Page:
“Any experience!” Laing shouted, interrupting me forcefully, and when he saw my puzzled look, he repeated: “Any experience! Any experience of reality is indescribable! Just look around you for a moment and see, hear, smell, and feel where you are.”
I did as he told me, becoming fully aware of the mild summer night, the white walls of the balcony against the outline of trees in the park, the sound of crickets, the half moon hanging in the sky, the faint strains of a Spanish guitar in the distance, and the closeness and attention of the crowd surrounding us—experiencing a symphony of shades, sounds, smells, and feelings, while Laing continued: “Your consciousness can partake all that in one single moment, but you will never be able to describe the experience. It’s not just mystical experience; it’s any experience.” I knew that Laing was right.
“Okay, Ronnie, any experience,” I agreed. “Now, since the mystical view of consciousness is based on direct experience, we should not expect science, at its present stage, to confirm or contradict it. Nevertheless, I feel that the systems view of mind seems to be perfectly consistent with both views and could therefore provide an ideal framework for unifying the two.”
Again I paused briefly to collect my thoughts, and as Laing remained silent I went on to clinch my argument: “The systems view agrees with the conventional scientific view that consciousness is a property of complex material patterns. To be precise, it is a property of living systems of a certain complexity. On the other hand, the biological structures of these systems are manifestations of underlying processes. What processes? Well, the processes of self-organization, which we have identified as mental processes. In this sense, biological structures are manifestations of mind. Now, if we extend this way of thinking to the universe as a whole, it is not too far-fetched to assume that all its structures—from subatomic particles to galaxies and from bacteria to human beings—are manifestations of the universal dynamics of self-organization; in other words, of the cosmic mind. And this, more or less, is the mystical view.”
“I realize,” I concluded, “that there are several gaps in this argument. Still, I feel that the systems view of life provides a meaningful framework for unifying the two opposing views of the age-old questions of the nature of life, mind, and consciousness.”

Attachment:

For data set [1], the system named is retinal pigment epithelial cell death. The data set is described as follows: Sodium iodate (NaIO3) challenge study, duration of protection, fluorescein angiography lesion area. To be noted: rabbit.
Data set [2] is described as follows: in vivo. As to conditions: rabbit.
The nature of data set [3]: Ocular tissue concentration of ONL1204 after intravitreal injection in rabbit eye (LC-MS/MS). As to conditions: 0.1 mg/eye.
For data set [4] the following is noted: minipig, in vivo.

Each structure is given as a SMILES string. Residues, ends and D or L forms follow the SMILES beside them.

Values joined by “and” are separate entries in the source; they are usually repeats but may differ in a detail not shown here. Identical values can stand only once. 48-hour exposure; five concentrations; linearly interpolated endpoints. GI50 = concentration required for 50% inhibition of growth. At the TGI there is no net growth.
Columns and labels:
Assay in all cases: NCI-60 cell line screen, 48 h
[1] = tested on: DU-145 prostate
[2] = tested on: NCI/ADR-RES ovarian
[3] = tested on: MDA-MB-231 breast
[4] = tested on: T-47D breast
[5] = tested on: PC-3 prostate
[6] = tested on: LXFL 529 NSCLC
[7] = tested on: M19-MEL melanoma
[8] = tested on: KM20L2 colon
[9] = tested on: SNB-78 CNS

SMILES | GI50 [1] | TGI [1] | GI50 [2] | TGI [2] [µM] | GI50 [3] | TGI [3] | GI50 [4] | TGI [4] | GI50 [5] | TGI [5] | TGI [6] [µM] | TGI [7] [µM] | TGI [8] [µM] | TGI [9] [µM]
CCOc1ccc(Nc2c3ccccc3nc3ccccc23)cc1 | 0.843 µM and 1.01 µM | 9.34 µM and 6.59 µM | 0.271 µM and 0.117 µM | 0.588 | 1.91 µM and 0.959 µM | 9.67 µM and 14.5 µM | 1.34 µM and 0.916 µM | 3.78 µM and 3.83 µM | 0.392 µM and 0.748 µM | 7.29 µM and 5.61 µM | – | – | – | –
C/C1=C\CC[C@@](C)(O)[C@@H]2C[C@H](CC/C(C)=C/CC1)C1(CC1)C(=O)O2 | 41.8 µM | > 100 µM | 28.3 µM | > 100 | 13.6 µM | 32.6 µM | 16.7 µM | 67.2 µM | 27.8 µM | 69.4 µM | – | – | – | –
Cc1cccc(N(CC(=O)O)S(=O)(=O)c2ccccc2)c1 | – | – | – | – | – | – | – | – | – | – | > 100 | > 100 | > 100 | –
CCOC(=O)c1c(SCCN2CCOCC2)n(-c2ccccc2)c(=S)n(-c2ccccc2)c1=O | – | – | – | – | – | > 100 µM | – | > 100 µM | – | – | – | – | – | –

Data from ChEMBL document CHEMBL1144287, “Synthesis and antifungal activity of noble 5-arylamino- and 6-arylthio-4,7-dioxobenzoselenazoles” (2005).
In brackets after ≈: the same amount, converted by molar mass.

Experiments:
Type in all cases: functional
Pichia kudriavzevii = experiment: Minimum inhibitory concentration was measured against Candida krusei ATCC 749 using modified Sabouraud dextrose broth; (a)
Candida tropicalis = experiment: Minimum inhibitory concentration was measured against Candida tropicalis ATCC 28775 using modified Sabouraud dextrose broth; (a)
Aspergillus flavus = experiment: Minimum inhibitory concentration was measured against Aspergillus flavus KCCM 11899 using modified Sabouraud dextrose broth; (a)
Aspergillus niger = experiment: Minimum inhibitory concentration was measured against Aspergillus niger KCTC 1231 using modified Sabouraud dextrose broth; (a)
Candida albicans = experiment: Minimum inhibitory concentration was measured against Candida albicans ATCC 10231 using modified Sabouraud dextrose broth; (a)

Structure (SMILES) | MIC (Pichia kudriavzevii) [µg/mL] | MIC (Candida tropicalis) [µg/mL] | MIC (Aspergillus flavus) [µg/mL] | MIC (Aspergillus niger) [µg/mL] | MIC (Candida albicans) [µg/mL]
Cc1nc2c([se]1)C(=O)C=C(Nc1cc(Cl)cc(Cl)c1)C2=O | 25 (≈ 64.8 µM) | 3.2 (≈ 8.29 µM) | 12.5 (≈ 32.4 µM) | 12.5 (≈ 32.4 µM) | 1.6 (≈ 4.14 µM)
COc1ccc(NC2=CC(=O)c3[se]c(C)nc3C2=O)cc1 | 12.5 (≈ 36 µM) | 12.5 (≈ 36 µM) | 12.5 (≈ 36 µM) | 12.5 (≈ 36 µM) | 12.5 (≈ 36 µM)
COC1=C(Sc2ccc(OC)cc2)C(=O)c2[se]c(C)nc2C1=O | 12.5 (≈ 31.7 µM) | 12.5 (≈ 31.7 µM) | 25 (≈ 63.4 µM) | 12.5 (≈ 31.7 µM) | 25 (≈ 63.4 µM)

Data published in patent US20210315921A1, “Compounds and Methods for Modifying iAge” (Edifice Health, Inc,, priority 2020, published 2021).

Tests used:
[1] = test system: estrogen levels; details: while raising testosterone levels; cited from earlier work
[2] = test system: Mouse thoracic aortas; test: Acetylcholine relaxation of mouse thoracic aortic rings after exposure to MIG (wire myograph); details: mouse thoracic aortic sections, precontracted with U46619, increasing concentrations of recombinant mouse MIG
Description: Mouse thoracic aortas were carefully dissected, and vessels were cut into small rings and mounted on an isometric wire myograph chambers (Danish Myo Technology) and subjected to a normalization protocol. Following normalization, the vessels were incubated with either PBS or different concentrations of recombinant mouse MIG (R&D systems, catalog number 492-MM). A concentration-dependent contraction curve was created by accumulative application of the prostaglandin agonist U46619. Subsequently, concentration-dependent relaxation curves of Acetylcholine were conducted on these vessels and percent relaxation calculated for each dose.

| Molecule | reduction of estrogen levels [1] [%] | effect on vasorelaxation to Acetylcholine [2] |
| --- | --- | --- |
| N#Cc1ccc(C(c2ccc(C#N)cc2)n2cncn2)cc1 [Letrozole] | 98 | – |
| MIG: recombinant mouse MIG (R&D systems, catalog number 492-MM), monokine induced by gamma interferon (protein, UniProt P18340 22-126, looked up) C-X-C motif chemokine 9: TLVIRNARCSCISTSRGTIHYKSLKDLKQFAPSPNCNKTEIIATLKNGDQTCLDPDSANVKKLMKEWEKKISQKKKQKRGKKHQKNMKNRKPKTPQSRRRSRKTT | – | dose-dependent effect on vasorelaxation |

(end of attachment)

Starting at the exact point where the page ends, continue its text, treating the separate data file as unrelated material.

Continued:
Now I fell silent. My long monologue had been a tremendous effort for me. For the first time I had laid out, as clearly and concisely as I could, my entire framework for approaching the questions of life, mind, and consciousness. I had presented it to the most knowledgeable and forceful critic I knew and had been as inspired, spontaneous, and alert as I would ever be. So this was my answer to Laing’s challenge of the previous evening, and after a while I asked him: “How does that sound to you, Ronnie? What do you think of it?”
Laing lit a cigarette, took a sip of cognac, and finally made the most encouraging comment I could have hoped for. “I will have to think about it,” he said simply. “This is not something I can address myself to right away. You have introduced quite a few new ideas and I will have to think about them.”
With this comment the tension that had persisted for the last hour was broken and we spent the rest of the evening in a very relaxed and warm conversation in which Ronnie and I were joined by many of our group.
A science of consciousness
During the next two days, I spent most of my time with Laing and his friends in a relaxed and playful mood without ever mentioning our discussion. After a couple of days of relaxation and some more thinking, I invited Laing to join me for coffee after lunch.
“A true science of consciousness,” I proposed, “would have to be a new type of science dealing with qualities rather than quantities and being based on shared experience rather than verifiable measurements. The data of such a science would be patterns of experience that cannot be quantified or analyzed. On the other hand, the conceptual models interconnecting the data would have to be logically consistent, like all scientific models, and might even include quantitative elements. Such a new science would quantify its statements whenever this method is appropriate, but would also be able to deal with qualities and values based on human experience.”